Thursday, March 16, 2017

Please read...

This is a very timely and important statement. Please read it, especially if you are involved in higher education or politics in any capacity.

Monday, November 24, 2014

Kierkegaard on our attempts to vindicate God...

"There is a certain kind of religiousness... that has the conception of God as a jealous despot of limited understanding who is consumed with a vehement desire to have the world informed by a particular person's odd gestures that God was loved by a particular person. As if God desired any distinction, or as if this were an appropriate distinction for God, since everyone can perceive that even for a princess it is no distinction to be loved by a common laborer! A religiousness like that is itself sickly and ailing, and therefore it also makes God sickly... the poor God who, in his awkward position of being invisible and yet so eager to have public attention drawn to him, is sitting and waiting for someone to do it for him."

- from Concluding Unscientific Postscript

Monday, October 20, 2014

A brief comment on the value of music, etc.

This is from an article in the Globe and Mail, and the writer gets it spot on. Music, books, etc. have value, and every time we steal - yes, steal - a product, we are effectively saying we don't value it, while at the same time valuing it. That is, we're being hypocritical lying thieves. (I'm speaking to myself here as much as anyone!) Here's the takeaway:

"You're thinking, 'Nobody asked writers to write. Don't they know a nice degree in commerce will serve them better in the long run? Nobody asked Iggy to roll around on stage in broken glass. He could have had a nice job as an actuary, although he would have had to keep his pants on.'

But in truth, we do ask: Every time we go to a library or shop, we want it to be full of new books, and when we search various channels (legal and illegal) for new music and movies, we expect to find them. Someone has to produce this content – this art – and sadly, the shoemakers' elves are all busy stitching elsewhere. And after it's been produced, someone has to buy it. Or not buy it, as is more likely the case.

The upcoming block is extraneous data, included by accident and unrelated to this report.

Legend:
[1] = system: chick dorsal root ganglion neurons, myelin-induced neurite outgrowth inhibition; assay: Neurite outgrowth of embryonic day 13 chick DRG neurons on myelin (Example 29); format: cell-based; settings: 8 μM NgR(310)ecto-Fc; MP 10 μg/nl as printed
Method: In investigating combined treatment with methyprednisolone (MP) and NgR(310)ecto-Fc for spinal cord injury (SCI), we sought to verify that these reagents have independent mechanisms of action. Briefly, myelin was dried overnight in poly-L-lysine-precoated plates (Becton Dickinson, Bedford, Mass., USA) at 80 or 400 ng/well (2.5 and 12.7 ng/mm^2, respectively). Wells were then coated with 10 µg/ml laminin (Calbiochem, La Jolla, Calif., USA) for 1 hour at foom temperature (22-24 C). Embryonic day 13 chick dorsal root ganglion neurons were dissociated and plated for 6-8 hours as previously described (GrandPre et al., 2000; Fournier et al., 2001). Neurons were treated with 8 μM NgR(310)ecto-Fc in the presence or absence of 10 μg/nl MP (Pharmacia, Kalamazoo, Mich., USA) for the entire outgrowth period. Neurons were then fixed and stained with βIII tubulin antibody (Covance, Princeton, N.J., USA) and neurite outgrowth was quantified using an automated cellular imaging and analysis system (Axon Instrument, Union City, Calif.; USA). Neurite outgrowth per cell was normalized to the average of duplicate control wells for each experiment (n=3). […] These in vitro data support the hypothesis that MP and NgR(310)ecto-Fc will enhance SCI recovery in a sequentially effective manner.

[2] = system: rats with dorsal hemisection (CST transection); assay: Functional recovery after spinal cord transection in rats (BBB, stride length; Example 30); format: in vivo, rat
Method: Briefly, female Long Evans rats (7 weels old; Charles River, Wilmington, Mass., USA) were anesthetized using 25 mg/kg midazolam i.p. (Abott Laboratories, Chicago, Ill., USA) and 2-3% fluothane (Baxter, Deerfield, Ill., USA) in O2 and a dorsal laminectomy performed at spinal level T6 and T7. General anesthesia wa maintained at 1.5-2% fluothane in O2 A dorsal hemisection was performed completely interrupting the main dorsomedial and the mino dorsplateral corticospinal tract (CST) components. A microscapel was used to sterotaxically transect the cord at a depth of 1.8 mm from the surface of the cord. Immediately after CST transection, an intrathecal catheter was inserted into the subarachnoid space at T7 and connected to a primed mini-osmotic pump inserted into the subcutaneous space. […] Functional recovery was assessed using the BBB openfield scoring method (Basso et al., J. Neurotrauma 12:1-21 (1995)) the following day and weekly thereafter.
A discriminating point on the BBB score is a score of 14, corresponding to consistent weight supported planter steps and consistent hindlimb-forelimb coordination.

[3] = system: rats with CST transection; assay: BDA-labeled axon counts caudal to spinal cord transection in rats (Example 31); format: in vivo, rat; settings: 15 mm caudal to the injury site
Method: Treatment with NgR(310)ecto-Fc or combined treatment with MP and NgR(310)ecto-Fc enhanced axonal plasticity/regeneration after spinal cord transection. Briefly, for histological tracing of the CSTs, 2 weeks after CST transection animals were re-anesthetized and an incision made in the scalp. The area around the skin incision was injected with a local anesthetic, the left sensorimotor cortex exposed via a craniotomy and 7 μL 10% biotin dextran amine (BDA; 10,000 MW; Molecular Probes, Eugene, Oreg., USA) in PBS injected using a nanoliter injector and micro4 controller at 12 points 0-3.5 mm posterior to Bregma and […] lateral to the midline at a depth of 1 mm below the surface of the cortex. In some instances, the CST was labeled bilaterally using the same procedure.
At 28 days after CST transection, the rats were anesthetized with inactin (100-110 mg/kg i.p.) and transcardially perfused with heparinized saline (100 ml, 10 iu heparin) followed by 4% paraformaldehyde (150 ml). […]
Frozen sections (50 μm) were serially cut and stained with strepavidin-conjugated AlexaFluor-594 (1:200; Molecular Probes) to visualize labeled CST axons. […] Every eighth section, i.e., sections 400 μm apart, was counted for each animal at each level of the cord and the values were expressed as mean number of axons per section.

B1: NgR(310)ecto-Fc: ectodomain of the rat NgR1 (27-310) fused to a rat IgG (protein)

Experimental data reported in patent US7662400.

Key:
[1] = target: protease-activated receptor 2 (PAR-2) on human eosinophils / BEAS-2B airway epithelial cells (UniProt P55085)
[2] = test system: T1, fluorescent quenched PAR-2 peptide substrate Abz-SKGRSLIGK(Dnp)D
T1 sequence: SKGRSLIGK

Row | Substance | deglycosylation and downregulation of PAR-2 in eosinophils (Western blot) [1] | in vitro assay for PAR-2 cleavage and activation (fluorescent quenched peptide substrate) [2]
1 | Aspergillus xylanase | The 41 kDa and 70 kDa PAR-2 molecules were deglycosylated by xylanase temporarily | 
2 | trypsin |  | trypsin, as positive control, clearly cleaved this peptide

It comes down to a question of value: Do we value artists' effort? The boring years spent in the studio or rehearsal hall, the torched drafts – Mr. Flanagan burned five early versions of his novel before he got it right... I'm glad Iggy Pop and Mr. Flanagan have brought the issue of artists' earnings out into the open, because it's too often avoided as embarrassing or demeaning or irrelevant to the process. In fact, it's crucial.

As author and cartoonist Tim Kreider wrote in a recent essay about not getting paid for his work, 'money is also how our culture defines value, and being told that what you do is of no ($0.00) value to the society you live in is, frankly, demoralizing'."

Thursday, July 3, 2014

Kierkegaard on God's omnipotence...

"Only omnipotence can withdraw itself at the same time it gives itself away, and this relationship is the very independence of the receiver. God's omnipotence is therefore his goodness. For goodness is to give away completely, but in such a way that by omnipotently taking oneself back one makes the recipient independent.

All finite power makes [a being] dependent; only omnipotence can make [a being] independent, can form from nothing something that has its continuity in itself through the continuous withdrawing of omnipotence. Omnipotence is not ensconced in a relationship to another, for there is no other to which it is comparable--no, it can give without giving up the least of its power, that is, it can make [a being] independent. It is incomprehensible that omnipotence is able not only to create the most impressive of all things--the whole visible world--but is able to create the most frail of all things--a being independent of that very omnipotence.

Omnipotence, which can handle the world so toughly and with such a heavy hand, can also make itself so light that what it has brought into existence receives independence. Only a wretched and worldly conception of the dialectic of power holds that it is greater and greater in proportion to its ability to compel and to make dependent. No, Socrates had a sounder understanding; he knew that the art of power lies precisely in making another free. But in the relationship between individuals this can never be done, even though it needs to be emphasized again and again that this is the highest; only omnipotence can truly succeed in this.